The Ukrainian national poetess Lesya Ukrainka (1871–1913) has contributed greatly to the development of Ukrainian Modernism and its transition from Ukrainian ethnographic themes to subjects that were universal, historical and psychological. Breaking the thematic conventions of populist literature, she sought difficult and complex motifs and gave them original treatment: themes such as the revolutionary ideological conflicts of the seventeenth and eighteenth centuries, which appear in some of her later poetry, are strengthened, given greater impact by her method of applying the individual and the personal to the more general concepts.
From the beginning of her career her poetry was characterized by the theme of the poet’s vocation and by the motifs connected with it—loneliness and alienation from society. Associated motifs deal with her love of freedom (national freedom in particular) and her hatred of anything weak and undecided.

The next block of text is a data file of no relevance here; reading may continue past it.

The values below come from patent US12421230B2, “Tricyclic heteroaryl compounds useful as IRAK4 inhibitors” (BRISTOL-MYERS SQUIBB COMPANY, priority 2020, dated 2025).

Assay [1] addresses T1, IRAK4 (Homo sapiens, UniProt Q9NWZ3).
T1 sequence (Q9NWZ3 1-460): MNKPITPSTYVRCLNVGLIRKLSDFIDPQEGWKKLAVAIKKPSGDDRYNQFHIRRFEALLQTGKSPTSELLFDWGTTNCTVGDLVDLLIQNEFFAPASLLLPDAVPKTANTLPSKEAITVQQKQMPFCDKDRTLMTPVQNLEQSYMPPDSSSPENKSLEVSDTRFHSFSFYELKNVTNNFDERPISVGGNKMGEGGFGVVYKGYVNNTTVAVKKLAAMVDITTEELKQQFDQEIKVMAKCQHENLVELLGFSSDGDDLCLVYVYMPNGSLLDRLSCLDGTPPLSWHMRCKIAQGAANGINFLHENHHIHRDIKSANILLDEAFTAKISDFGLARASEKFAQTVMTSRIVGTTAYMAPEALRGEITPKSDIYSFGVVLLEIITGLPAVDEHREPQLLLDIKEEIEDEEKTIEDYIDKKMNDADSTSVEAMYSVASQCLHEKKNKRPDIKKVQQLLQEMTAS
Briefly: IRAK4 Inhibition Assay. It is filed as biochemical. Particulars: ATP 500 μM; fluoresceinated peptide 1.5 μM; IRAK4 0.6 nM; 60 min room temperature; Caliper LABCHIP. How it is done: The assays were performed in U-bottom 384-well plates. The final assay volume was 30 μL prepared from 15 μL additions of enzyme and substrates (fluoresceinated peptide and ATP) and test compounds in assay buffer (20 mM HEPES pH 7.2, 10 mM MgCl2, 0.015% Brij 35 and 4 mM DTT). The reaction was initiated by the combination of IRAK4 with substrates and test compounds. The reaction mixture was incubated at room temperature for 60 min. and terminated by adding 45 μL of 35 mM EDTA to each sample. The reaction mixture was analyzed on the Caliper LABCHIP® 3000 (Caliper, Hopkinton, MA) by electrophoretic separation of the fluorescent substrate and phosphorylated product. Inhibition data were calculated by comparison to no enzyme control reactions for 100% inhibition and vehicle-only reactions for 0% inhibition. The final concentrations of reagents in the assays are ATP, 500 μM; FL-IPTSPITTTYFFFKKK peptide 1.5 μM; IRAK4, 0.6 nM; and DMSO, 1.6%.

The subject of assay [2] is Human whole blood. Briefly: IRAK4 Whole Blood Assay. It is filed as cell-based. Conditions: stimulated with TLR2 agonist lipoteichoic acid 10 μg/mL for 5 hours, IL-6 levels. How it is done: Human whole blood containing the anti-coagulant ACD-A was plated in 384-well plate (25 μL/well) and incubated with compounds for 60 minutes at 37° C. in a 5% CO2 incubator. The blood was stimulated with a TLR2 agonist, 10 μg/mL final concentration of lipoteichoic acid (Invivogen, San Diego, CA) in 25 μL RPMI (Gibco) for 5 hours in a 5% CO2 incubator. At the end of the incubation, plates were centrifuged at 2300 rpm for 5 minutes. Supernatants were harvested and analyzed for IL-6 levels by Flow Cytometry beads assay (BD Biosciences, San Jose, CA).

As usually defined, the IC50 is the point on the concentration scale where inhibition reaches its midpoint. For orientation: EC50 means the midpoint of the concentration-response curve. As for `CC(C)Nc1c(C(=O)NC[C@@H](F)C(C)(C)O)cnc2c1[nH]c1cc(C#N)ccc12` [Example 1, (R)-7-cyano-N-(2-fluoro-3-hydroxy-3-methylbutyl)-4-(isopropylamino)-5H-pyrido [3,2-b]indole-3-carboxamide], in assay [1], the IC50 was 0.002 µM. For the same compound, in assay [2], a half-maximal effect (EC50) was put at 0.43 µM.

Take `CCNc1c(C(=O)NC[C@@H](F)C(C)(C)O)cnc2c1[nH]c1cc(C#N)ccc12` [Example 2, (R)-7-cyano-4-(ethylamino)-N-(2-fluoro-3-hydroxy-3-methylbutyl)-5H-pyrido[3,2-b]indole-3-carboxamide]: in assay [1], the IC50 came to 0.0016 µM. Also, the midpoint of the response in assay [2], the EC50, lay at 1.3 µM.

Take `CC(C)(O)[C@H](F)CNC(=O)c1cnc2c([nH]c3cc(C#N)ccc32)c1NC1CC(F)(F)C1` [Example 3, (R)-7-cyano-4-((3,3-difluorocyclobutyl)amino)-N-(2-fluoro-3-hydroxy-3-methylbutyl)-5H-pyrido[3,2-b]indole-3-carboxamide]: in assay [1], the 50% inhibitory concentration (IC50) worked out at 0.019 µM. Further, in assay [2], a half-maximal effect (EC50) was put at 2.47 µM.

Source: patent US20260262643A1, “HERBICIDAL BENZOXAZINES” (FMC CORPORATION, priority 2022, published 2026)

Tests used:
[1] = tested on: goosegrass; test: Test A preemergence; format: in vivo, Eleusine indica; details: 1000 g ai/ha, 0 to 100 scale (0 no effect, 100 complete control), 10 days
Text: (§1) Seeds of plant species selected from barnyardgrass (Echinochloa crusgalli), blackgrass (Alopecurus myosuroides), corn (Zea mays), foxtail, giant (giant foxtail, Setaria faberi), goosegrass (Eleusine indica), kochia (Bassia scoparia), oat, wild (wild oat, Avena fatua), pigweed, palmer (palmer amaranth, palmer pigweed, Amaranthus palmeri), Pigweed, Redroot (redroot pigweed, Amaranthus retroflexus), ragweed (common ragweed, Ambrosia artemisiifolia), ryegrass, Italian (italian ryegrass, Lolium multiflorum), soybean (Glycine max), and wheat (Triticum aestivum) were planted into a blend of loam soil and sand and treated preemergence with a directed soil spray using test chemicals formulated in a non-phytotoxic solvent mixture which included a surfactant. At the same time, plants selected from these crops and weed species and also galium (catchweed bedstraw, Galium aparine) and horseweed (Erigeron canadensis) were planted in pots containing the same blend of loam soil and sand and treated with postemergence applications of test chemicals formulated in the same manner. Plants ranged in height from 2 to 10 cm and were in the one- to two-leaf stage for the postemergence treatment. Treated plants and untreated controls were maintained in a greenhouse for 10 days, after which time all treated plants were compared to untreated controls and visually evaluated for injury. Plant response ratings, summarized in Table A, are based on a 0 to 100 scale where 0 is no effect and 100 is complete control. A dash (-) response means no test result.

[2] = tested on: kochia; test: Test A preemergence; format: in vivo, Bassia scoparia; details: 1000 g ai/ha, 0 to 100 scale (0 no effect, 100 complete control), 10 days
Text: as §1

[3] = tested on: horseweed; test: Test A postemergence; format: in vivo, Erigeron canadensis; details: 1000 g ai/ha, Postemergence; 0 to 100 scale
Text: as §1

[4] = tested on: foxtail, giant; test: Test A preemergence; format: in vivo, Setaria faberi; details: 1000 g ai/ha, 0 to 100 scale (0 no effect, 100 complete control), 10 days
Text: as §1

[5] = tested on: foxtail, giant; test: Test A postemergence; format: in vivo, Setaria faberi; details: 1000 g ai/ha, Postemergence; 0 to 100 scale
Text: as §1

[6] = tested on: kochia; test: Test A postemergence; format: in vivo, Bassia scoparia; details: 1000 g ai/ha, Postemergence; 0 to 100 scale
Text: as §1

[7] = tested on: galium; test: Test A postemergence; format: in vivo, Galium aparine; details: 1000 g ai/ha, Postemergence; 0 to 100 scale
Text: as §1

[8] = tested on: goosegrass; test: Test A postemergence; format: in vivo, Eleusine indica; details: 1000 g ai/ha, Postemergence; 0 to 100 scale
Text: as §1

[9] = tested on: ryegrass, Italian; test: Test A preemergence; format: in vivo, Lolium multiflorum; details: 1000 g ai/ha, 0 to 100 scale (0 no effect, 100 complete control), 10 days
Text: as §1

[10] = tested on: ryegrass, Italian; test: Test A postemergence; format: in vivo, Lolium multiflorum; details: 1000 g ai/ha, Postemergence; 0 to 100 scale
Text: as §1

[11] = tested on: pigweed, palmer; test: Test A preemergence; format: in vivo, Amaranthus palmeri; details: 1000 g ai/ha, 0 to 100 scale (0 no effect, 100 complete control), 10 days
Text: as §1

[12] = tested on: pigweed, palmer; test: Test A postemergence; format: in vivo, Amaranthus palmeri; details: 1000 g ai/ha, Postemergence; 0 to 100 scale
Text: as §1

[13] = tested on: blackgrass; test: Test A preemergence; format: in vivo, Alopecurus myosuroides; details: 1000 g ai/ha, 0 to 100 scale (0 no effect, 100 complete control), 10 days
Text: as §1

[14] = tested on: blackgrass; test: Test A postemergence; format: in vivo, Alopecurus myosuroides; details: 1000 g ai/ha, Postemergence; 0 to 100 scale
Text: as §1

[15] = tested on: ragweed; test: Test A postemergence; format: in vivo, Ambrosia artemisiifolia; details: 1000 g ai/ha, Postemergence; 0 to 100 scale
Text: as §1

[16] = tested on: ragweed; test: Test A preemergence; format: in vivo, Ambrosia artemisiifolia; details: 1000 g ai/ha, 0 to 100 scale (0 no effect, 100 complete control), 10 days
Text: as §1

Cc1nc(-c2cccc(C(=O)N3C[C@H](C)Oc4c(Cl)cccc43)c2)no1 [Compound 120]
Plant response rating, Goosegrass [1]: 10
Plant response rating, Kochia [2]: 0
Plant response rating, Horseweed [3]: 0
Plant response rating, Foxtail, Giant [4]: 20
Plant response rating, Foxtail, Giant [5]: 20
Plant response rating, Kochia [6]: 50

This book, sponsored by the Women’s Council of the Ukrainian Canadian Committee, is a discussion of her life and works and includes selected translations: Robert Bruce (1903), Cassandra (1907), The Orgy (1913), The Stone Host (1912), and “Contra spem spero.” Readers interested in development of poetic style can study the gradual evolution from the lyrical to the precise and analytical manner of the prose-poems of Lesya Ukrainka, and discover the thematic wealth, depth of thought, and emotional power of her poetry.
About the authors
Constantine Bida (1916-1979) studied at the Universities of Lviv, Western Ukraine and Vienna before coming to Canada in 1950. He was one of the chief organizers of the Department of Slavic Studies at the University of Ottawa of which he became head of in 1957. In 1965 he was promoted to full professor.
Vera Rich (1936-2009) was a translator of Ukrainian works and the editor of Manifold, a quarterly of verse.